The connection is narrow & winding, designed to get MetroBus rides to/from light rail. It isn’t designed for pedestrians to reach Taylor Ave. Why might someone want to go to Taylor Ave?  For one, various hospital related buildings are within a few blocks. The CWE is to the north, but one can use the former Euclid Ave to connect with Euclid Ave. To the south, however, is the Forest Park Southeast (FPSE neighborhood) and The Grove, accessed via Taylor Ave.

Expensive investments in mass transit infrastructure, such as light rail, needs to be designed to maximize use and thus, return on investment. If you didn’t see the train occasionally or the crossing gates, you’d never know a station as been just off Taylor Ave for more than two decades.

— Steve Patterson

 

Writing About Improved Pedestrian Access For A Decade, Before Becoming Disabled

In the nearly ten years I’ve written this blog I’ve consistently argued for improved pedestrian access, even before I became disabled in February 2008. Newer readers may have forgotten my early advocacy for walkability, here are some reminders:

The above posts were all before my stroke! I’m particularly proud of pushing for pedestrian access at Loughborough Commons, it’s a better than planned project because of my pushiness.

When the new Schnucks opened in August 2006 there was no pedestrian access at all.
When the new Schnucks opened in August 2006 there was no pedestrian access at all.
By the next month the developer was adding a sidewalk to the east side of the entrance drive.  Eventually the other side also received an access route.
By the next month the developer was adding a sidewalk to the east side of the entrance drive. Eventually the other side also received an access route.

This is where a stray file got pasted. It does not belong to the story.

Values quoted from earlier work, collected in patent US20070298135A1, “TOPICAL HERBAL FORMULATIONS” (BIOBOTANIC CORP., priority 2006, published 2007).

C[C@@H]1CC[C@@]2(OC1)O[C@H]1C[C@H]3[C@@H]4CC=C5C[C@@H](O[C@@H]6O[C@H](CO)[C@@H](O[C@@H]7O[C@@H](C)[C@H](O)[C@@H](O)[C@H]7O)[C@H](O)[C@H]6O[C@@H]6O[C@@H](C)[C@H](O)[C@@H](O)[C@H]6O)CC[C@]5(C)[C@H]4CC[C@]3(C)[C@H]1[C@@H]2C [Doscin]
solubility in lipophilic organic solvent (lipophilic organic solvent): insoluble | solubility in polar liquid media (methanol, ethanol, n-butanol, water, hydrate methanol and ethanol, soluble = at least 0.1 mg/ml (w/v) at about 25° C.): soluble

Loughborough Commons would’ve been better had the city, developer, and engineers planned for pedestrian access & internal circulation from the start. They didn’t, but by pushing throughout construction I helped the project be just a little accommodating to pedestrians.  In one post I even said something like “I hope I don’t become disabled” when arguing why it was important for new development to welcome pedestrians in edition to motorists.

Yes, I’ve posted about crosswalks & pedestrian access since becoming disabled — but they’ve been a regular topic since that first day I started writing: October 31, 2004.

— Steve Patterson

 

ADA Violation: Mini of St. Louis Doesn’t Have Required Pedestrian Access They Said They Would

Back in 2011 Mini of St. Louis announced they would relocate from Clayton to a large site adjacent to the Sunnen MetroLink light rail station (blue line).  I took the opportunity to remind them they needed to provide an accessible pedestrian route.

Twitter conversation in June 2011
Part of Twitter conversation in June 2011, read from the bottom to the top. My reply they responded too last (top) was “@miniofstl you still must provide pedestrian access to the public sidewalk.”

They said ” Oh, of course!!! That’s a non-issue. We have all that in place already…” but I knew the dismal record of their architects on pedestrian accessibility.  In October 2012 I blogged about what I was seeing happening at this station, see Transit-Ignored Development (TID) At Sunnen MetroLink Station

Earlier this month I visited again to see if it turned out as I’d predicted. Unfortunately, it did.

Upon arrival on a WB train you can easily see the way out to the extended Sunnen Dr
Upon arrival on a WB train you can easily see the way out to the extended Sunnen Dr
The civil engineer responsible for Sunnen Dr didn't plan a way for pedestrians to cross it, the only option is to squeeze between the crossing gate and track.
The civil engineer responsible for Sunnen Dr didn’t plan a way for pedestrians to cross it, the only option is to squeeze between the crossing gate and track. This might explain why Mini thought pedestrians wouldn’t cross the street.